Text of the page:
Monday, February 6, 2017

Commentary: A prediction, a review, and an enjoyable experience

  • I had a feeling that many folks in southwest Alabama (either with or without either cable TV service or satellite TV service) would have a lot of trouble trying to receive TV programming about a certain football game through antennas this Sunday due to the digital broadcast signal from the main transmitter of the the station set to have it (WALA-TV) being very tough to receive at a level of quality sufficient for stable or fair reception (there had been several reports on the Internet about this problem for many years).
  • I did not like the new graphics and music used on some of the local news programs for WALA-TV since this past Saturday (on the fourth day of this February). I thought the music sounded too dramatic and exciting for to be either enjoyable, memorable, or professional, and I thought the graphics did not suit their presentation overall. For example, I thought the logo used for those programs was too plain and too much like some of the previous logos used on the local news programs they have had since their broadcast operation became affiliated with the FOX Broadcast Company (by the year 1996). I wish they had kept going with the graphics and music normally used on their local news programs before this past Saturday until a point in time when replacing them may be necessary (such as a change in network affiliations).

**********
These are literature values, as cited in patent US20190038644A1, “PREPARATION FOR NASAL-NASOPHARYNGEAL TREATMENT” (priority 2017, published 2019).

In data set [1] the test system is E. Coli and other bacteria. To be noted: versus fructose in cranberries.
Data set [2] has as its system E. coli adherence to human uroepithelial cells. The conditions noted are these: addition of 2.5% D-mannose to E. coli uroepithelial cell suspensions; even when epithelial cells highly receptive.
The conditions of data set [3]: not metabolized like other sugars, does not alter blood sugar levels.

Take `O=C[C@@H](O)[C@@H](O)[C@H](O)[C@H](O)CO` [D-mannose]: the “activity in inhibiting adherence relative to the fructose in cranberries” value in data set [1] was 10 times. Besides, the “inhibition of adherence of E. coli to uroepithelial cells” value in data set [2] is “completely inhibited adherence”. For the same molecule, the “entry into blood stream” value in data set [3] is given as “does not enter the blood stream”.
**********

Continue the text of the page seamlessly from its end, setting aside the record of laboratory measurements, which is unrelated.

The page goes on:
• I enjoyed the "marathon" of the TV program named "Mystery Science Theater 3000" from the TV programming service named Comet TV through one of the digital sub-channels for WFGX-TV this Sunday (I was not interested in the programming about the football game mentioned in the first paragraph; especially since my favorite professional football team was not set to be part of it), especially after having having discovered that Comet TV had the right to broadcast it on a regular basis within the past year and after having gone without any regular broadcasts of it since the last time the programming service formerly known as the the Sci-Fi Channel (it was renamed SyFy) had the right to broadcast it several years ago (I was still able to watch episodes of the program since then through video recordings and Internet video services.

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